WASHINGTON — Federal bank regulators, worried about a surge in defaults on high-risk home mortgages, on Friday called on lenders to exercise caution in making subprime loans and closely evaluate borrowers’ ability to repay them.
The proposed guidance issued by the Federal Reserve and the other four federal agencies that regulate banks, thrifts and credit unions, comes in increasingly troubled market for subprime mortgage loans. Home-mortgage delinquencies and foreclosures are spiking, especially for people who took out subprime mortgages — higher-interest loans for those with blemished credit records or low incomes who are considered higher risk — during the sizzling housing boom that waned in the second half of 2005.
Fed Chairman Ben Bernanke has said the central bank is concerned about the rise in delinquencies. Several financial companies that specialize in subprime mortgages have seen their shares plummet in recent weeks, roiling the industry sector. The weakness in the subprime market was seen to be a factor contributing to this week’s tumultuous decline on Wall Street.
The market for subprime mortgages has exploded in recent years during the housing boom, from fewer than 5 percent of all new mortgage loans in 1994 to an estimated 20 percent currently.
In their notice putting out the guidance for public comment, the banking regulators noted concerns that borrowers “may not fully understand the risks and consequences” of taking out subprime mortgages, and that the mortgages “may pose an elevated credit risk to financial institutions.”
Adjustable-rate mortgages are especially prevalent in the subprime market. They are considered higher-risk loans because they typically draw borrowers in with an initial low, or “teaser” interest rate, which can rise markedly over time. The proposed guidelines direct banks to base their lending decisions on borrowers’ ability to repay home loans at the full final rate, as opposed to the teaser rate.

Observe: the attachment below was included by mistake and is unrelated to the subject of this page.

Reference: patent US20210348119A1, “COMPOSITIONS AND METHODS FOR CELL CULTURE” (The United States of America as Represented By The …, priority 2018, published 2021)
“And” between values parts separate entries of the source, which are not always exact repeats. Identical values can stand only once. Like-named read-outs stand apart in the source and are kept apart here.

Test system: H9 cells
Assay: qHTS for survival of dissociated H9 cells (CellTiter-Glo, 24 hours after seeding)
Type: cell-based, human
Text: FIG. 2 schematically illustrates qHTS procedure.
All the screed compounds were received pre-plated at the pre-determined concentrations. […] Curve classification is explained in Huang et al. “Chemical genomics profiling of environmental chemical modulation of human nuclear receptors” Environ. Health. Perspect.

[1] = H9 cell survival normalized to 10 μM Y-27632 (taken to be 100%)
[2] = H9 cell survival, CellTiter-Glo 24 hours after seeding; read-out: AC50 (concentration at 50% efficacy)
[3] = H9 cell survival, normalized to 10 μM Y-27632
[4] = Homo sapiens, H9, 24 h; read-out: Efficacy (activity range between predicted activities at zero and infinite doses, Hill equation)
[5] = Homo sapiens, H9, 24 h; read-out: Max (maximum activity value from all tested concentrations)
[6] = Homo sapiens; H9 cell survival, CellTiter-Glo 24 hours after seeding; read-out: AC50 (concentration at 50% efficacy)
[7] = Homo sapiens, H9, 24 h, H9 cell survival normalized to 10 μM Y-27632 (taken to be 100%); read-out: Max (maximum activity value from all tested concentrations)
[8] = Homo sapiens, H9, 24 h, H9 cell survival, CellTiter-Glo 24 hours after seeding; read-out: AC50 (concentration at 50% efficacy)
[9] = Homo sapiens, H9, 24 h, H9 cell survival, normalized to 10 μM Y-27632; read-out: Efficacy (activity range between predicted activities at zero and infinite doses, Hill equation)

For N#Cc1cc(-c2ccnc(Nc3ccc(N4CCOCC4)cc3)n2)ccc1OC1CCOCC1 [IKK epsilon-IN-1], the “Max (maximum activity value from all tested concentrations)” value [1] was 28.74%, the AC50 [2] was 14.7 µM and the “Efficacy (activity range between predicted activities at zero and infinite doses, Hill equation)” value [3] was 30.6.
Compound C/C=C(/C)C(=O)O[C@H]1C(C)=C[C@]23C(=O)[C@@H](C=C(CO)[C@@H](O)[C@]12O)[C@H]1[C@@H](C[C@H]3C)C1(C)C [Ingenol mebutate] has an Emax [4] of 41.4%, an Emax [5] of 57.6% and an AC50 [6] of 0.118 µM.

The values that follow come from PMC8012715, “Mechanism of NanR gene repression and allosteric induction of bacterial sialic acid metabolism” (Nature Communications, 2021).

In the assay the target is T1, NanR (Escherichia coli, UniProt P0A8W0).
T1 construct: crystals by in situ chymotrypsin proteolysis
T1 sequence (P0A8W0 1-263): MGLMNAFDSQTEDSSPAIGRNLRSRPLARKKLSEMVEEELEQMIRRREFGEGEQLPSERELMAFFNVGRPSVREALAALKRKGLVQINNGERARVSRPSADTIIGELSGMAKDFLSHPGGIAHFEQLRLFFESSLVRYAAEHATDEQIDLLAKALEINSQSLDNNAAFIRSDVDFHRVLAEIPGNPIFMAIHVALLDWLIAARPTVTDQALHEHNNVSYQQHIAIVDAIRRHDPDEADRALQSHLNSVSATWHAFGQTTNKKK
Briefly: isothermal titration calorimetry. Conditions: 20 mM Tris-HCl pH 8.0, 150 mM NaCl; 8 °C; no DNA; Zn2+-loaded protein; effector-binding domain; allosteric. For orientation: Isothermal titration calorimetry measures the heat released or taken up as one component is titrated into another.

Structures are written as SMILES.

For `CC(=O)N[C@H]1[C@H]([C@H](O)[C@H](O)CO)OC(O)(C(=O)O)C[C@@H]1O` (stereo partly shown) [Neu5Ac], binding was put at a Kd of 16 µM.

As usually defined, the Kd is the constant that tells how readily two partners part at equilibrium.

In addition, the guidelines say that banks should provide consumers “clear and balanced information about the relative benefits and risks” of subprime mortgages.
On Tuesday, mortgage finance giant Freddie Mac said it will stop buying those subprime mortgages that it deems to be the most vulnerable to default or foreclosure.
Write-offs of home mortgage loans by banks and thrifts reached a three-year high in the fourth quarter last year, according to the Federal Deposit Insurance Corp.
Low-documentation, interest-only and other nontraditional mortgages, which are riskier than conventional home loans, have vaulted in popularity in recent years and raised concern about defaults if borrowers cannot meet rising mortgage payments. In addition to the Fed, the agencies issuing the proposed guidance are the FDIC, the National Credit Union Administration, and the Treasury Department’s Office of the Comptroller of the Currency and Office of Thrift Supervision. The guidelines could be formally adopted sometime after the 60-day public comment period.